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Heart & Vascular

Understanding aortic valve regurgitation


February 14, 2022

What are the symptoms and what tests can identify the problem?

Aortic valve regurgitation is when the aortic valve, one of four valves in the heart, leaks. The aortic valve is on the left side of the heart. It sits between the left lower chamber (left ventricle) and the large blood vessel that sends blood to the body (aorta). Valves in the heart help blood flow through the heart in the correct direction. Normally, the aortic valve helps blood flow from the left ventricle to the aorta. When the heart squeezes, the valve is pushed open to let blood flow out of the heart. When the heart relaxes, the valve closes and prevents blood from flowing backwards into the heart. 

When the aortic valve lets blood seep back into the heart

With aortic valve regurgitation, some blood leaks back into the left ventricle when the valve closes. Less blood flows forward into the aorta to supply the body. The backflow adds to the volume of blood in the heart itself (volume overload). This can quickly lead to high pressures in the heart and lungs, which can cause you to feel short of breath. Over time, the volume overload makes the heart work harder to pump blood and can lead to heart failure. This may occur with moderate to severe aortic valve regurgitation. 

There are two types of aortic valve regurgitation:

  • Acute aortic valve regurgitation. The valve starts to leak suddenly. The heart doesn’t have time to get used to the leaking. Sudden severe aortic valve regurgitation is a medical emergency. Symptoms often start abruptly and are severe. 
  • Chronic aortic valve regurgitation. The valve becomes leaky over time. The heart has time to get used to the leak. Therefore symptoms may be more subtle, gradually getting worse over time because the heart and the body are able to adjust to the change in blood flow. 

What causes aortic valve regurgitation?

The causes of aortic valve regurgitation can include: 

  • Weakening of the valve from aging 
  • High blood pressure
  • Congenital valve defects (problems that were present at birth) 
  • Infections, such as an infection of the heart lining (infective endocarditis)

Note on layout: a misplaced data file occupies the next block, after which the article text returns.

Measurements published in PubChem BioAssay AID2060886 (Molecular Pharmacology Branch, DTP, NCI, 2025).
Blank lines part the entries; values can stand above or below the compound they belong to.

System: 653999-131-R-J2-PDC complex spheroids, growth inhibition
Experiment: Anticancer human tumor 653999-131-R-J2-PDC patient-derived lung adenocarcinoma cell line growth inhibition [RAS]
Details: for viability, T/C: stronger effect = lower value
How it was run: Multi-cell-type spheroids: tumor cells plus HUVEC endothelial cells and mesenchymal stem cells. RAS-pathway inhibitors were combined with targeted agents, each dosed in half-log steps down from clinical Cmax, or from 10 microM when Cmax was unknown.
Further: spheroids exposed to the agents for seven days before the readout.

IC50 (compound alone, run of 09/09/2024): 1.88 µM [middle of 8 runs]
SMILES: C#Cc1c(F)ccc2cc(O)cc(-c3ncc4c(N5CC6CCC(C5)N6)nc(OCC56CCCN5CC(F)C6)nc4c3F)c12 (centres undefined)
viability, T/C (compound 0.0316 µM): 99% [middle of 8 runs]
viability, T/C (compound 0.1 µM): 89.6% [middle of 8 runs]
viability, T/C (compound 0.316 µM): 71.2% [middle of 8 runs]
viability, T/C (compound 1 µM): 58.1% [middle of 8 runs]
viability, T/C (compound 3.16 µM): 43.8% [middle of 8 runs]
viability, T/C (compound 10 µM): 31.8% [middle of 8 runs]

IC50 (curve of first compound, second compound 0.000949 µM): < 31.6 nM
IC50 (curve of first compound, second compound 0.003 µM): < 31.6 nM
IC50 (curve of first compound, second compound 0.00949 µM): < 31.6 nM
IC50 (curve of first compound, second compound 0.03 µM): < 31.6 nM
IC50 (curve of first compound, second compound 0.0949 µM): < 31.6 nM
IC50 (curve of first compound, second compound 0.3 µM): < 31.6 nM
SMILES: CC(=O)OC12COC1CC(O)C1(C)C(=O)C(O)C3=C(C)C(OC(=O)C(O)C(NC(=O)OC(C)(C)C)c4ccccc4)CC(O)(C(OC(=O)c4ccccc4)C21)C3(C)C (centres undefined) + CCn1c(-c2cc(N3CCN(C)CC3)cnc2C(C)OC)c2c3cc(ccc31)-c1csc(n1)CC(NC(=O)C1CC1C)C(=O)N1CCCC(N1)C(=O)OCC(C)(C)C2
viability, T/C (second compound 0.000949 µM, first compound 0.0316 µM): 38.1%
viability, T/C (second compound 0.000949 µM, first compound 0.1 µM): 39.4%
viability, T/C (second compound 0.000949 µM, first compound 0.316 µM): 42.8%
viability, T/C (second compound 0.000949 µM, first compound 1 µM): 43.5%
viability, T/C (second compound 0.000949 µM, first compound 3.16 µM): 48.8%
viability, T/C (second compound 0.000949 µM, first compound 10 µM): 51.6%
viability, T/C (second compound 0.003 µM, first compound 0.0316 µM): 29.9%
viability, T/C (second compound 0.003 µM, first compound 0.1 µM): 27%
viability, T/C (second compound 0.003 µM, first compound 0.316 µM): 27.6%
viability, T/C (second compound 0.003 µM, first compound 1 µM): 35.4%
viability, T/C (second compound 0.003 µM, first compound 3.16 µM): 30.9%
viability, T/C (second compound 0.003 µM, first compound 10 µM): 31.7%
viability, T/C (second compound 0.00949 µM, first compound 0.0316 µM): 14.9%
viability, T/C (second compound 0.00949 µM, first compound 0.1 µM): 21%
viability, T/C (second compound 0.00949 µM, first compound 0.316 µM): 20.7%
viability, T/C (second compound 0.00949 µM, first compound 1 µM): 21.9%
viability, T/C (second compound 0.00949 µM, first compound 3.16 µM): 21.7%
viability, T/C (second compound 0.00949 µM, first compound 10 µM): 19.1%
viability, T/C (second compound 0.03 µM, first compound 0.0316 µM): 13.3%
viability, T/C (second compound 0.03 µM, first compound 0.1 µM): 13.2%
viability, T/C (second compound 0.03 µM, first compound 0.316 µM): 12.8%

• Valve damage from untreated strep infections, such as strep throat (rheumatic heart disease) 
  • Problems with the aorta, such as a tear in the vessel wall (dissection) or weakening and ballooning out of the vessel wall 
  • Injuries to the chest

Symptoms of aortic valve regurgitation

You may not have any signs if you have mild aortic regurgitation. If your condition is more severe or if it gets worse over time, you may have symptoms such as: 

  • Shortness of breath with exercise or activity, or when lying down
  • Chest pain
  • Tiredness (fatigue)
  • Feeling the heart beat faster or harder (palpitations)
  • Swelling in your legs, belly (abdomen), and the veins in your neck

Sudden severe aortic valve regurgitation is a medical emergency. Call 911 or get medical help right away. Signs of this may include: 

  • Pale skin, loss of consciousness, fast breathing, and fast heartbeat (symptoms of shock) 
  • Severe dizziness
  • Severe shortness of breath
  • Chest pain
  • Abnormal heart rhythm (arrhythmia)

Diagnosing aortic valve regurgitation

Your doctor will ask about your medical history and symptoms. A physical exam will include listening to your heart with a stethoscope. This will let your health-care provider hear whether you have an abnormal heart sound (a heart murmur). You may also have diagnostic tests such as: 

  • Electrocardiography (ECG). Sticky pads (electrodes) are put on your chest. Wires are attached and connected to a machine. The machine checks your heart rhythm. 
  • Chest X-ray. This test uses a small amount of radiation to make pictures of your heart and lungs. This is done to check for any changes such as an enlarged heart or fluid in the lungs. 
  • Transthoracic echocardiography (TTE). Sound waves are used to make pictures of your heart using a wand (transducer) placed over your chest. 
  • Transesophageal echocardiography (TEE). This is another way of using sound waves to make pictures of your heart. The health-care provider passes a transducer down your esophagus to get pictures. This type of test may be used when certain pictures of the heart are needed. For example, it may be used to check for problems with the aorta. 
  • CT scan. This test uses a series of X-rays and a computer to create detailed pictures of your heart and aorta. 
  • Cardiac MRI (CMR). Magnets, radio waves and a computer are used to make detailed pictures of your heart and aorta. 
  • Exercise stress test. During this test, an ECG is done while you exercise. This checks how your heart reacts to stress. Pictures of the heart may be taken during this test. 
  • Cardiac catheterization (heart cath), aortography or coronary angiography. These invasive tests may be needed if other test results are not clear. They may also be done if surgery is planned.
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Vanderbilt University Medical Center is a leader in treating heart valve disease with the newest transcatheter techniques. Vanderbilt’s team includes general cardiologists, interventional cardiologists and cardiac surgeons, all with advanced training and expertise in structural heart and valve disease. They treat patients with diseases of the aortic, mitral or tricuspid valve, from the routine to the complex.

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